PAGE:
• Being an effective issue solver necessitates being creative and evaluating different techniques to arrive at a solution. One of the most significant components of this procedure is the method for arriving at a solution. It is critical that children understand that making errors is an opportunity to learn and improve and each blunder pushes pupils closer to a solution. The sooner pupils comprehend this, the better their learning will be. Encourage pupils to employ several ways of thinking during this process. 
  • The capacity to generate, improve, and prioritize questions may be one of the most crucial – yet frequently ignored – talents that a student may gain during their formal education. The questions we ask are frequently the source of strong critical thinking. We will facilitate a process that will help students develop a mental muscle required for deeper learning, creativity and invention, analysis, and problem-solving by intentionally teaching questioning skills.
  1. Connecting the concepts answers a lot of questions:
  • Take pupils through the steps of connecting one topic to the next. This level of thinking will assist the learner in comprehending how connections are created and allow them to build on those connections to achieve a higher degree of comprehension. Allowing kids the ability to infer is another option. What type of conclusions or connections may be derived from the facts presented?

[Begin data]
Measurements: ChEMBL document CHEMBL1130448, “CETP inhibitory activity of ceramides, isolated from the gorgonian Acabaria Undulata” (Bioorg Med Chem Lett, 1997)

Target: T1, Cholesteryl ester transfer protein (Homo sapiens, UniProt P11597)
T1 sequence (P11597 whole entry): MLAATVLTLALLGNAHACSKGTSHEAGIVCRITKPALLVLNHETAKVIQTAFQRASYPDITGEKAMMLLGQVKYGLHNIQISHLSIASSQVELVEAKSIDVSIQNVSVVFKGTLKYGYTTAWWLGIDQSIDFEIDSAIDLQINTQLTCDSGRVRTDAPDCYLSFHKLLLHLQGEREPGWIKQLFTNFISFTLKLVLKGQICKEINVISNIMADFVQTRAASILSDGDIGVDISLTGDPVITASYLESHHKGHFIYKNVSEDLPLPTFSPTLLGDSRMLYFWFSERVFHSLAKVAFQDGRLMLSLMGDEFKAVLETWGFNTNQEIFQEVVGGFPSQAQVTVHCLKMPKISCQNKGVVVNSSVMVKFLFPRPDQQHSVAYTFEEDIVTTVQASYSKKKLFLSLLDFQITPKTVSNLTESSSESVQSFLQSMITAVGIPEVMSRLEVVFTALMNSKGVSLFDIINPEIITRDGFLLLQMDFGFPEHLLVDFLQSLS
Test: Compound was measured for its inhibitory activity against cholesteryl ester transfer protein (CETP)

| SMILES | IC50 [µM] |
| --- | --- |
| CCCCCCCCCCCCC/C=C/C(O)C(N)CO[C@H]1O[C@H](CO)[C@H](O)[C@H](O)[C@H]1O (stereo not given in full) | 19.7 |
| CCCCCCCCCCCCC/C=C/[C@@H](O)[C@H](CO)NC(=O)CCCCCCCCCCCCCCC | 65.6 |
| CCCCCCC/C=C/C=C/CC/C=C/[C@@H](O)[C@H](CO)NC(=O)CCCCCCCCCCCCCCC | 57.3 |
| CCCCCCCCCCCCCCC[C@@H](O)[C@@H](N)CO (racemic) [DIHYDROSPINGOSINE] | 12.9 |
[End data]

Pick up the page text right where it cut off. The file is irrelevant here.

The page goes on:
• Not all thought is expressed verbally! Students might also benefit from using visual organizers to help them build meaningful connections. Use graphic organizers to structure their thoughts in a more orderly manner. Students will benefit from diagramming and generating thought maps that provide them the chance to link concepts and clearly grasp their degree of relevance and relationships to other concepts, not only to comprehend their own learning.
  • Our students’ decisions to attend will be influenced by the quality of learning connections we provide. By creating these connections and enabling students to think deeper, broader, and higher, it is critical to add context and relevance to instruction.
  • Connect the understanding to the questions. A teacher may strategically construct factual, conceptual, and leading questions to correlate to the conceptual understandings you want your pupils to achieve.
  1.  Giving related and non-related examples:
  • A significant device for showing idea development is introducing the two models and “non-models” of the idea. A “non-model” is something that has some, yet not all ascribe to the idea being introduced. (The failure to recognize which credits endlessly are not a piece of the idea is one significant wellspring of predisposition.)
  • Expertise with idea development is an important part of “theoretical reasoning”.
  • Many youngsters, for example, develop a “borrow and regroup” strategy for multi-digit subtraction problems. Comprehending meaning is referred to as conceptual knowledge; knowing that multiplying two negative integers generates a positive result is not the same as understanding why it is true.
Carter Martin